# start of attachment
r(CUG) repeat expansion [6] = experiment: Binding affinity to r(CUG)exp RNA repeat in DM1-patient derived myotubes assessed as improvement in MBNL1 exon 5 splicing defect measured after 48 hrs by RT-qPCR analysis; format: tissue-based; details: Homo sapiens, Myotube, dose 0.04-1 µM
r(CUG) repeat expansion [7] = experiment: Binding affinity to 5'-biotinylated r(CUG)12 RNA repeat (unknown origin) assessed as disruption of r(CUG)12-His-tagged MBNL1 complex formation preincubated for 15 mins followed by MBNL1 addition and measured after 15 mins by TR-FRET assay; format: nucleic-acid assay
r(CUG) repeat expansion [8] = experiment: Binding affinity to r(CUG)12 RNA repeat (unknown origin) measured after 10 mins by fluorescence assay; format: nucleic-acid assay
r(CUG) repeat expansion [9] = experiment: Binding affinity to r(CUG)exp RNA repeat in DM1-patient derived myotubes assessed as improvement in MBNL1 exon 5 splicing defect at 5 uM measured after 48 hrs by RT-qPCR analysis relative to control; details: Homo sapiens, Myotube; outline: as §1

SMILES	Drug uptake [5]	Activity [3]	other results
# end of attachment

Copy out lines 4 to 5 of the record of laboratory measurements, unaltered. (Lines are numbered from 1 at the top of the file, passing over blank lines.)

r(CUG) repeat expansion [9] = experiment: Binding affinity to r(CUG)exp RNA repeat in DM1-patient derived myotubes assessed as improvement in MBNL1 exon 5 splicing defect at 5 uM measured after 48 hrs by RT-qPCR analysis relative to control; details: Homo sapiens, Myotube; outline: as §1

SMILES	Drug uptake [5]	Activity [3]	other results